Look guys, I love having you around because of x,y and z. With DS to look after I have very little energy though so I need you all to help make your stays enjoyable.
From now on I expect you to put wrappers in bins, clean up after yourselves and put your laundry in the washing mashine.
We're also going to take it in turns to fi the washing up from now on.
Thank you so much. I love you staying here, but I can't do this o. My own.

Then remind them a few times when they forget. Don't wait for them to magically change. You're the adult.

Mordirig Sat 28-Nov-15 23:06:38

I don't know why there is such angst over this tbh, just tell them you would really appreciate it if they could be responsible about clearing up their own mess, they will be young adults soon, so long as you aren't using a bitchy demanding tone I think they will get the message.
Just tell them your days are a little bit busier now you've had their brother and you don't feel like picking up for everyone else, including their dad.

wontyoupleasepleasehelpme Sat 28-Nov-15 23:11:33

someone great advice. Thank you. You are right, I need to give them
a chance to show that they are capable, I'm maybe being a bit hasty in assuming they won't listen. They might surprise me.

Ilive dh agrees, mainly cus he knows if I stop tidying up after everyone the house will be a mess since he works so much.

I do love having them over, and I used to secretly enjoy looking after them, all the things a parent does for their kids, but it's too much for me now. In the first few months when I was bad with PND I found it all far too much. Dh would bring his mum and the dsc over late at night to see newborn ds and nobody offered to make a wee cuppa or anything. I felt like they all just wanted to come over and see ds, fawn over him, make a mess, then leave. I was probably a bit precious back then but I admit I wasn't myself. Then resentment just grew.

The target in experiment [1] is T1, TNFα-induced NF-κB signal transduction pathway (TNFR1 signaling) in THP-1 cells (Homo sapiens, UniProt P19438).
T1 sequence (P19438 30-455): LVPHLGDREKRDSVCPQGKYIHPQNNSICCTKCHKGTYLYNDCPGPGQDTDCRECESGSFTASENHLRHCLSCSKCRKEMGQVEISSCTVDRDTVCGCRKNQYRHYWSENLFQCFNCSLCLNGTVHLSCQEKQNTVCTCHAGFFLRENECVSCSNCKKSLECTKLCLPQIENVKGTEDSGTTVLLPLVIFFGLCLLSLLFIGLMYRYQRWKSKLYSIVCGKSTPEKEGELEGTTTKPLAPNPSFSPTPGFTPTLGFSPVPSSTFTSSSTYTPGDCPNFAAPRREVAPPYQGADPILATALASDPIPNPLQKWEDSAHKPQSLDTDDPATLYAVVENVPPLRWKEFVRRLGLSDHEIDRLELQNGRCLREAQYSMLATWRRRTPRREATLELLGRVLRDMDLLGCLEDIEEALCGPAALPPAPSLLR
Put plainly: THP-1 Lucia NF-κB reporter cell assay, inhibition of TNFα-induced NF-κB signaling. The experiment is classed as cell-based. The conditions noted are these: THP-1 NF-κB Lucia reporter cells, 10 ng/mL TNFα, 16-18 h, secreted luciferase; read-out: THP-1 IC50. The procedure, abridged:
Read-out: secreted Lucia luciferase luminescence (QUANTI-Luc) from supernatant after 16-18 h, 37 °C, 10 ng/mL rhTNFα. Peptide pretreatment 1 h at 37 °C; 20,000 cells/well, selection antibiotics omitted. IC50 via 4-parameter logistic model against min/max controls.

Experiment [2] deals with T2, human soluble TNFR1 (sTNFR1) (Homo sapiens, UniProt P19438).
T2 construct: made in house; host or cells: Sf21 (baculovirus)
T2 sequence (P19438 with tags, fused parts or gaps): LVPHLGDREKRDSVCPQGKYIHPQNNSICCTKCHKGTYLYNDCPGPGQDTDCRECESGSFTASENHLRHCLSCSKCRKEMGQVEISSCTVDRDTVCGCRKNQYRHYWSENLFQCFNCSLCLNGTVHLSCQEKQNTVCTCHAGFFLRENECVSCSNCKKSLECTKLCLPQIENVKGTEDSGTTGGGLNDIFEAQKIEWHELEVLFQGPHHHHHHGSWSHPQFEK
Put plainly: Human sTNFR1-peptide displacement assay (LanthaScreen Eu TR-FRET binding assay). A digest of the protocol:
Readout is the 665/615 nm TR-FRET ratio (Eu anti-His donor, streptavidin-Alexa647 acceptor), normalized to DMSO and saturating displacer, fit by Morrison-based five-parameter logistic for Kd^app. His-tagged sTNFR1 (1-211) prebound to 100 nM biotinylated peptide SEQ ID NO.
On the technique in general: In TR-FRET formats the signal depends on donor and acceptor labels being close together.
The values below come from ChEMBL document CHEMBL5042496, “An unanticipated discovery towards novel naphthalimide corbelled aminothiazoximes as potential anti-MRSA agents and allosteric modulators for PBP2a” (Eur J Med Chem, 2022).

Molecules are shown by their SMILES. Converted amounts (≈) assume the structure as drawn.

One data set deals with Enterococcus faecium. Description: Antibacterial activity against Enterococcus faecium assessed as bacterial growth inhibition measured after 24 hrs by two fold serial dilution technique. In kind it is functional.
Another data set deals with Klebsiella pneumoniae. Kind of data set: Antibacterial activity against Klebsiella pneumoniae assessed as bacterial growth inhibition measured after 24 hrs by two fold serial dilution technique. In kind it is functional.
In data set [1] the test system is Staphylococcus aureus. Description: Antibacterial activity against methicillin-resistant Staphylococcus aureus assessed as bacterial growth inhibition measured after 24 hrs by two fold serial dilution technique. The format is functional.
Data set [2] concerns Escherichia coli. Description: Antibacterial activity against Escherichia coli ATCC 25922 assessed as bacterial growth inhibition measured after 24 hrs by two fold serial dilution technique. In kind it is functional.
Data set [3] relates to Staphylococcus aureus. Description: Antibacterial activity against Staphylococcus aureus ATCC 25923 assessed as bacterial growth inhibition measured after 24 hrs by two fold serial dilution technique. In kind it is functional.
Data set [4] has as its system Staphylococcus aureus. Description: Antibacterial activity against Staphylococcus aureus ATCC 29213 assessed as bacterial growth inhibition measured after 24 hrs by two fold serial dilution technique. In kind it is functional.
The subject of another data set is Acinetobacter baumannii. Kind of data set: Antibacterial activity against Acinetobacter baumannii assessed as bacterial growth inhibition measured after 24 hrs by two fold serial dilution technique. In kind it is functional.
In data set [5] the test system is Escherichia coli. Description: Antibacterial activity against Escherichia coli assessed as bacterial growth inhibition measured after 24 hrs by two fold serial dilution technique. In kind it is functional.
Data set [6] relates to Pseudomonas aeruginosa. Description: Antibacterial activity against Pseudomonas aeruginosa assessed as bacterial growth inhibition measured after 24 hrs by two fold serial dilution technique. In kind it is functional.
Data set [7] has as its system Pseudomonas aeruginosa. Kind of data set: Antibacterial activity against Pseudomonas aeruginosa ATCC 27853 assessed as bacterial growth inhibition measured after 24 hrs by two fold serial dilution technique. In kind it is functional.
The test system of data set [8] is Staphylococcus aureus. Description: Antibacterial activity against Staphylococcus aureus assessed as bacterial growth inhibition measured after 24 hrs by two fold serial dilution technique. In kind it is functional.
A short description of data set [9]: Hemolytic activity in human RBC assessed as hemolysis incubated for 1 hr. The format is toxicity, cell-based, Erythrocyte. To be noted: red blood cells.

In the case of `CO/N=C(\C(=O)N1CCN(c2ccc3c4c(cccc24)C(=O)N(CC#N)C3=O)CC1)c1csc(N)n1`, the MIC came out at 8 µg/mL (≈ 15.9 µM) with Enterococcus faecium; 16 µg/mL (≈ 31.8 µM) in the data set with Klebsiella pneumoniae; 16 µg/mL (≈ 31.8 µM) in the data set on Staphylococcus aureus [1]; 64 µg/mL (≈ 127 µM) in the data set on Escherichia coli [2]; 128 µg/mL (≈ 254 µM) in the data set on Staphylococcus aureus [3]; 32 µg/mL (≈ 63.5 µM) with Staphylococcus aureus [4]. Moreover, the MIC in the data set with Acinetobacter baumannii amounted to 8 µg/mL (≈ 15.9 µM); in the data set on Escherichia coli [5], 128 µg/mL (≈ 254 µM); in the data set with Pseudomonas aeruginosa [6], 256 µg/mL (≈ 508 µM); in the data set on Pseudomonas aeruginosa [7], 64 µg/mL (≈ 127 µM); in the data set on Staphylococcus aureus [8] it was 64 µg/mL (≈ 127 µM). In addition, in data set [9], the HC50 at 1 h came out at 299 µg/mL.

Their mums last dp left because of the fact they don't help out, take ages to do things etc, and he got so fed up of it (plus a few other things) that he lost his temper. Then decided to leave before he lost it again.
Just to say, they are both polite lovely kids. I've never once had any issues other than this helping out business. I actually think their mum would never let them be like this at hers, and she would probably kill me for running about after them lol.

jacks11 Sat 28-Nov-15 23:44:41

OP, the problem is- as you have identified- that this behaviour was accepted by you until now. You have made a rod for your own back, no point in blaming them for that.

Incidentally- have you actually sat down and explained that you need a bit more help when they are there now DS is here? If not, and you are expecting them to work it out for themselves, you are being daft. They won't and may be quite bewildered over your change in attitude.

I think you need to tread carefully otherwise your "good relationship" with your step children may change and they may not be quite as doting on your DS- they may associate his arrival with less contact with their dad and a distancing of your relationship with them. If you haven't broached the fact that you need them to do more, then it is IMHO a very mean way to behave towards 2 children you apparently care deeply for.

If you have spoken to them about it, do so again. It can take time to change habits.

I'm not saying what you are asking for is wrong, merely pointing out that this behaviour was acceptable to you (if not encouraged) until your DS came along. So changing this now- and effectively banning them from staying over unless they magically realise they must comply with your new "conditions" which you "see fit" to impose- doesn't seem the wisest move to me.